Written by Sarah Mackenzie of Amongst Lovely Things
I hear it all the time. I bet you do, too.
“I’m homeschooling because…
…I’m afraid the culture will destroy my kids.
…I want my kids to stay Christian.
…I don’t want them to be exposed to bad language or ideas or influences.”
These statements all share one thing in common- they’re based on fear, grounded in an overwhelming anxiety that unless we homeschool our kids, things will not end the way we want them to.
It’s a fear that we aren’t in control, and that things might not turn out as we planned.
Here’s an idea worth considering: homeschooling doesn’t guarantee that our kids will come out any particular way. It doesn’t ensure that they’ll embrace our religious beliefs, get into a good college, or make life choices we’ll be proud of.
Our kids are not ingredients in a recipe. Just because we prepare them in a particular way doesn’t mean that they’ll come out how we hope. In fact, I know plenty of loving, hard-working homeschooling parents whose kids live lives running a gamut of mistakes and missteps.
Kids are human, and humanity is messy.
See, our success is not bound up in results. We aren’t actually in control, no matter how much we like to pretend we are (and oh, how I do!).
To be certain, as our kids grow, we have a profound impact in shaping and forming them- we read to them, talk to them, and guide them along the way.
And then they make choices of their own.
Homeschooling very well may be the thing that helps my child’s life head in the right direction. Or it may not.
There’s no real way way to know, and as long as my own value, self-worth, and success story is bound up in whether or not they do, I’m forgetting who I am and what my work is in this world.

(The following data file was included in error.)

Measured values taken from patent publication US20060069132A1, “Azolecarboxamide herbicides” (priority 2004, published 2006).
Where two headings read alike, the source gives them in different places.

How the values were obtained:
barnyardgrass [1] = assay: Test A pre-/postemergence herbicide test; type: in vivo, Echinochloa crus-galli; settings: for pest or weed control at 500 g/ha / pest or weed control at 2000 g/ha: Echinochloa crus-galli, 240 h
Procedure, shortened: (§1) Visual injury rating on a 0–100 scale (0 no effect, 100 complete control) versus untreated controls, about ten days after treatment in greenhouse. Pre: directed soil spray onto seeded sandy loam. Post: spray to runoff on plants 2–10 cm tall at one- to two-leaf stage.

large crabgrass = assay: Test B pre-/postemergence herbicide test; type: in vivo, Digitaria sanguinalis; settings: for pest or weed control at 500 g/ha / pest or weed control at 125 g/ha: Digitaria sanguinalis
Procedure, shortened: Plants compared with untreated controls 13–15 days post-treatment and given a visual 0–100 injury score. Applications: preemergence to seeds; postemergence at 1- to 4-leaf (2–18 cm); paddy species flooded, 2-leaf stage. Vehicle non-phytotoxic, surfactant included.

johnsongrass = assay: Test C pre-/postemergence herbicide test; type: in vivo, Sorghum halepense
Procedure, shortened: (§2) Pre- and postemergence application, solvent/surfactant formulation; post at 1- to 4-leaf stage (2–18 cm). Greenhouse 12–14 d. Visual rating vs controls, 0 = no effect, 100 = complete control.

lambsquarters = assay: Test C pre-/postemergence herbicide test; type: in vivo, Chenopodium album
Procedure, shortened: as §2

Let’s consider a garden. If I know that I want to grow tomatoes, then these are my tasks:
- prepare the soil
- plant the seeds
- water, weed, and thin as needed
I’ll give that garden my loving attention and whole lot of time. And then I’ll wait. I cannot force the tomatoes to grow, after all. And there is, of course, the possibility that tomatoes will never come, or that when they do, they’ll be mealy or infected.
Homeschooling makes no guarantees.
What might it look like if, instead of doing it out of fear and anxiety, we homeschooled out of a deep sense of unshakable peace and rest?
What if we had the confidence and courage to know that homeschooling is worth our time and effort- not because we’ll get certain results- but because loving and teaching our kids as they are, where they are, is always worth our time and effort?
I’ve been thinking about this a lot lately, and I think this what it might look like for me:
1.We’d relax and enjoy each other more.
If I was more concerned with the process than the product— if my heart was set on tending my garden rather than forcing it to bear fruit— that would give us the freedom to lay out under a starry night, get lost for an entire morning in a good book, delight in the chance to spend an afternoon at a farmer’s market or the local library.
2. We’d read and talk more.
I’d be less stressed about having physical proof that learning has happened, and that would free us up to read wonderful books and have casual, chatty conversations about them.
I’d have a good set of questions by my side to help along the way, but the act of reading and discussing wouldn’t be practiced for the sake of keeping track and ticking off checklists.
3. I’d feel the need to demonstrate my own interests and passions.
Because I know that each of my kids needs to uncover the creative work that he is made to do for himself, I would feel more responsibility to do my own creative work in his presence.
Not in a didactic, teaching way, but in an organic, casual, I’m on fire for this so I can’t keep it to myself kind of way.
4. I’d focus on what matters most.
I would feel less of a pressing need to cram a certain body of knowledge into each of my kids, and so I’d feel less angst over making sure there are no gaps or missed subjects in the curriculum.
I’d have the freedom to go all in where it matters most. I’d listen to some of my favorite mentors tell me what those are, and then I’d give myself permission to let a lot of the rest slide.
Overall, I’d be free to enjoy my kids as the independent, made-in-the-image-of-God humans they are. I’d delight in their presence, laugh at their antics, roll my eyes at their craziness.
I’d shed the need to make sure they turn out just so, and focus instead on loving and teaching them as they are.
I’d remember that packet of seeds. I’d remember my place.
I would be free.
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